The Biscuit (and family) suffered a terrible loss over the last week. Sadly, our dear, sweet cat of over a decade was tragically killed following her getting out of the house, getting lost in the cold, and getting picked up by animal "control" officers. In the most horrific of circumstances, she was sheltered by a kind family for the night, taken by animal control (so she could be found by her family), and was then killed within only a couple of hours of them taking her into custody. Although I ran to her rescue, I was too late and never even had a chance to see her. It happened very quickly and was a terrible circumstance filled with loss, followed by happiness and hope, followed by tragic loss.
I tell you this to offer some context for the truly tragic and sudden loss and the nature of the grief and absence that we are feeling. In keeping with the spirit of this blog, I will focus less on the inhumanity and anger I have related to the cruel circumstances that befell her and focus more on the toddler issue at hand: How do you talk to a toddler about the death of a beloved pet?
I'm not a psychologist or a doctor, so I am only sharing my perspective with the hopes that it might give someone helpful hints in the event you are faced with this (and I truly hope you never are). I've done my best to read what I could on the Internet about tips for dealing with loss for toddlers, which basically affirmed what is common sense and what I knew to do: tell the truth, but limit the information and find a way for the toddler to connect to the loss at their level.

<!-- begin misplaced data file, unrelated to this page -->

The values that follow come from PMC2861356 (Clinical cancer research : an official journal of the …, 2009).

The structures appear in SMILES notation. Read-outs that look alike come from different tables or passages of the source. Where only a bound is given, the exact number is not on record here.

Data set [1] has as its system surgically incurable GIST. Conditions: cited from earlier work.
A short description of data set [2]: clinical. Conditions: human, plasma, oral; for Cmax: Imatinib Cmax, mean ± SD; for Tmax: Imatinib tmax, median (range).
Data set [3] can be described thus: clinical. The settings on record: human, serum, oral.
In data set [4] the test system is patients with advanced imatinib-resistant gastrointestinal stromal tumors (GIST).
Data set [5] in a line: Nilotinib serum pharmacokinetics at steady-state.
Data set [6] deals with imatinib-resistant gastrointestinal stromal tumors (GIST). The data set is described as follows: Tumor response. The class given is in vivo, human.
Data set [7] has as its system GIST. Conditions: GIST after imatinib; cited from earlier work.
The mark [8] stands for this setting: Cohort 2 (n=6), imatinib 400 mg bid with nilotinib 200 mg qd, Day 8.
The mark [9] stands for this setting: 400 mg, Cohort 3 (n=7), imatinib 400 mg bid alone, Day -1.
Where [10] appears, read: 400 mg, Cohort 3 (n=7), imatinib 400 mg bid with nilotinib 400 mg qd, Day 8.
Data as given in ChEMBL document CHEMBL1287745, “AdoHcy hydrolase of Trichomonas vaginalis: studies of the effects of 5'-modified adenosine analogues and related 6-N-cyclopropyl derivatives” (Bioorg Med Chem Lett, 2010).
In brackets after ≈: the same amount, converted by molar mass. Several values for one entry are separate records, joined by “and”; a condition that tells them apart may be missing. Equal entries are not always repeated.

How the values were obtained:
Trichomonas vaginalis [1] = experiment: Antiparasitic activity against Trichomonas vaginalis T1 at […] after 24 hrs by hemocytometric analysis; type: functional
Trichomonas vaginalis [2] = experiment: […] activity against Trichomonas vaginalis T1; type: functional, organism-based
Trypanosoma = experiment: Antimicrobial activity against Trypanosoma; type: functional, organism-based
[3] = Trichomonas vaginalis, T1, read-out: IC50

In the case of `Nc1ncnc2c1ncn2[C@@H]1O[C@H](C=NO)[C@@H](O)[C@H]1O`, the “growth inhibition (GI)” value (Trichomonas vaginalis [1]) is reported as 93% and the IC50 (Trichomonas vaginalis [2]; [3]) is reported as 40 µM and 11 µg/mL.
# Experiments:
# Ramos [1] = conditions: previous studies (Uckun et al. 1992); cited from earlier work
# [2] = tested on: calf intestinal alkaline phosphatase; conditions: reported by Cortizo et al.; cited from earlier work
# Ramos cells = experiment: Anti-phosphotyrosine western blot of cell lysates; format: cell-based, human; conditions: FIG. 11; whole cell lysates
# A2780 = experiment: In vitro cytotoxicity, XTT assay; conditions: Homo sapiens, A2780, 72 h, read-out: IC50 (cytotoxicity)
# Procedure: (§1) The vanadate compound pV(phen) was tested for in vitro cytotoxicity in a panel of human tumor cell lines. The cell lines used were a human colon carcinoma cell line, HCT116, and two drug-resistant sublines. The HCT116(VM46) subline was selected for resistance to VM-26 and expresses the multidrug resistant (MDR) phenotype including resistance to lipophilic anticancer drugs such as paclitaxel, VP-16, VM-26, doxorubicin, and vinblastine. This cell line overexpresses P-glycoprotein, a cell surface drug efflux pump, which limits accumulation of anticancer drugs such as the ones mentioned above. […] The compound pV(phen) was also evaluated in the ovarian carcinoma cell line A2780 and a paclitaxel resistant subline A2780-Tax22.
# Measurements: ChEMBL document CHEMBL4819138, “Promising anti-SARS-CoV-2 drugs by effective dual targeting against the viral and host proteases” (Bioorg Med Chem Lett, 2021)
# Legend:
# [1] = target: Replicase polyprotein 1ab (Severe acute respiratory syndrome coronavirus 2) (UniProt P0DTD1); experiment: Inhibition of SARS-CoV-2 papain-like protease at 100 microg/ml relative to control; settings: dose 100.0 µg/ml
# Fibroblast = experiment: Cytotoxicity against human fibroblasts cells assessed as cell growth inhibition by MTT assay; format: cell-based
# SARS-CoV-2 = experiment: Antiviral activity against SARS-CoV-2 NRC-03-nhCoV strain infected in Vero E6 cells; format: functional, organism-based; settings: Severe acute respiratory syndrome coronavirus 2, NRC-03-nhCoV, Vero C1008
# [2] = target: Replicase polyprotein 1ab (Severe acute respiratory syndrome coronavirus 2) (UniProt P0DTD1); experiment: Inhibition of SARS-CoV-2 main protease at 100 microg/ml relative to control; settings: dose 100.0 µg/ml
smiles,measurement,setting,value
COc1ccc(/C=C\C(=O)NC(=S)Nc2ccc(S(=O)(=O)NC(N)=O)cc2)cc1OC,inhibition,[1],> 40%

The Biscuit loved, loved, loved his pet kitty. She was "his" pet. He held her, petted her, called her, scolded her, chased her, caught her, kissed her, fed her, made messes with her, played with her, apologized to her (when he was bad), and knew her as another member of our family. She was part of our routine every day and the sudden shake-up in our routine hit us both pretty hard. I knew I had to address what had happened to her after the tragedy, but the grief of the situation made it quite hard to even get the words out.
I waited a day (after it happened) before I told the Biscuit. When I decided it was time, I held him close and said that his kitty had died and gone to heaven, and that she was happy there. I then told him that I was sad right now and that it was okay for him to be sad if he misses her too. I also told him that if he thinks about her, it's okay to say, "I miss [kitty's name]". Then I told him that we could say a little prayer together to let her know how much we love her and miss her. He hugged me after, though I don't think he was truly understanding it all... but was a toddler consoling his mommy. I talked to him about planting something in the garden that we can remember her by, but he wasn't interested.
In the days that followed, when there were times in our routine when we normally saw our kitty, the Biscuit would say, "I miss [kitty's name]." I would follow with, I miss her too, love. Also, I added a few photos around the house of the kitty so he can still see her. He often asks to look at the one I keep on my desktop (PC). He smiles when he sees her.
He doesn't mention her any less yet, it has only been a week, but I expect that eventually the routine we know will no longer hold her memory so close. The thought of that makes me quite sad, but I know it is unavoidable. All in all, I think he's doing great.
Rest in peace, sweet girl. I'm so sorry you were alone. Thank you for the faithful love. We miss you more every day.